AUSTIN (Nexstar) — The Texas Supreme Court heard arguments on Wednesday in the case involving Harris County Clerk Chris Hollins’ attempt to send mail-in ballot applications to all registered voters in his county.
An attorney with Texas Attorney General Ken Paxton’s office argued that Hollins does not have the authority to send an application out unless a voter has specifically requested one. Solicitor General Kyle Hawkins said many of the statutes presented in this case involve the word ‘request.’
“In 1.010B, we once again see that word request, it’s been the law for decades that we read statutes holistically, in accordance with the company that they keep. And we see in that sense that 1.010 is tied in with 84.012 and 84.013. They all hinge on the idea of request,” Hawkins said.
But Hollins’ attorney, Susan Hays, argued that the Texas election code does give the clerks power to, ‘manage and conduct,’ elections.
This year, that’s especially important during the pandemic, as elections administrators work to reduce the number of voters at polling locations and decrease wait times.
“By increasing the ratio of voters who vote by mail you decrease the bodies that come into the polling place,” Hays said.
When questioned about the idea that mail-in ballots are ripe for fraud, Hays said sending out applications does not invite fraudulent voting.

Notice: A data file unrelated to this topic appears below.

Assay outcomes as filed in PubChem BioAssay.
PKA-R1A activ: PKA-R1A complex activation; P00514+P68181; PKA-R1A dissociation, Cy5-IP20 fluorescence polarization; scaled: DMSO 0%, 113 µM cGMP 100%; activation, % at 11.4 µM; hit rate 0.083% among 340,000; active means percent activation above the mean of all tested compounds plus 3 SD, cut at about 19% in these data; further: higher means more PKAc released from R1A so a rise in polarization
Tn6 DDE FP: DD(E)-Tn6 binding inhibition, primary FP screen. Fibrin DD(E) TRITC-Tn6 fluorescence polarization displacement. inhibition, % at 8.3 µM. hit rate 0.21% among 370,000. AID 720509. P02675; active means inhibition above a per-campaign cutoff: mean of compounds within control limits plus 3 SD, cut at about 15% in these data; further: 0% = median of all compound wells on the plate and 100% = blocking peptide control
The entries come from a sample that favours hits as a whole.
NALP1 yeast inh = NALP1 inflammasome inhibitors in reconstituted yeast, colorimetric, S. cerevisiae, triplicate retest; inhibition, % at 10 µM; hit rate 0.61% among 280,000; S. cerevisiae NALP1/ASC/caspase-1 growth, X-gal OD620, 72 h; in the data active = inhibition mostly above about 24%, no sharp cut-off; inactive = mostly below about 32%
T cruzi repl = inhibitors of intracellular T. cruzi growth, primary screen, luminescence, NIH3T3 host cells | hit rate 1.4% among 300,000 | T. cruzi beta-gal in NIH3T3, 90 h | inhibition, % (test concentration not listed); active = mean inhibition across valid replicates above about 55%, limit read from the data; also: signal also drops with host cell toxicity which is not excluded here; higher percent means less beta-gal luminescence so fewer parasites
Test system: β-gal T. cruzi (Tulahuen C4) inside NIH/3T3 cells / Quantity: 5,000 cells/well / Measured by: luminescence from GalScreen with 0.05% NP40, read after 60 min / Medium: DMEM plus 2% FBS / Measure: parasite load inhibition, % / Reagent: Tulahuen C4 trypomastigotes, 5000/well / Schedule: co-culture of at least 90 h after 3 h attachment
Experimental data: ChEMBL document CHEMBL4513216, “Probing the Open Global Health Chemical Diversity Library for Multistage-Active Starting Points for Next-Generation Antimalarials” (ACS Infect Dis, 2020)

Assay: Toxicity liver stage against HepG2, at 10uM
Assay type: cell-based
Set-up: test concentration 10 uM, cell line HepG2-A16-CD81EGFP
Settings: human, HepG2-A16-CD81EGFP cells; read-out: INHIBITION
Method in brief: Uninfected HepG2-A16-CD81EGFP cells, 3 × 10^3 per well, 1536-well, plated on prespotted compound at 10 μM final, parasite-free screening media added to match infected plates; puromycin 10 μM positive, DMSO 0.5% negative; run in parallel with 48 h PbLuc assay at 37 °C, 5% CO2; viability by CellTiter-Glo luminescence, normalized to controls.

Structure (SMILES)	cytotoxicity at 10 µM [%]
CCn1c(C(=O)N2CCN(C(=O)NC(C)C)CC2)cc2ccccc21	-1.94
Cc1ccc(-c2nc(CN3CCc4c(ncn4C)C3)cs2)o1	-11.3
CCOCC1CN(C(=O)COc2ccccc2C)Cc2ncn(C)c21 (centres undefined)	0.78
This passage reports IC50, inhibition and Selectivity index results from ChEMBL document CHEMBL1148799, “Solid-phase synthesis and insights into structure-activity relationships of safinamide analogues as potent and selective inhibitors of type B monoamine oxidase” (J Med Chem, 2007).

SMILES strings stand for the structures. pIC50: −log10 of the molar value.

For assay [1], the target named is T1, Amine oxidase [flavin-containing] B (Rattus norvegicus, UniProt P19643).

“Fraudulent votes aren’t acceptable, but the act of giving someone an application doesn’t increase fraud,” Hays argued.
The state also argued that the clerk’s mailers could be confusing to voters.
“The Harris County Clerk’s plan to send unsolicited applications to vote by mail to every registered voter in Harris County, the vast majority of whom are not eligible to vote by mail, is ultra virus, and therefore, unlawful. And that ultra virus action inflicts irreparable harm on the state, both as a distinct and cognizable sovereign injury, and also, by increasing the likelihood of voter confusion on the eve of a national election,” Hawkins argued.
But Hays said the wording in the application is very clear.
“The court should assume voters can read,” Hays said, “Let them decide for themselves as this Court said they could….whether they’re eligible. Read the instructions and send that application in so they can vote and vote safely this election,” Hays said.
The court has paused the clerk’s efforts to mail the applications out until it makes an official decision. The court did not indicate when that decision will come.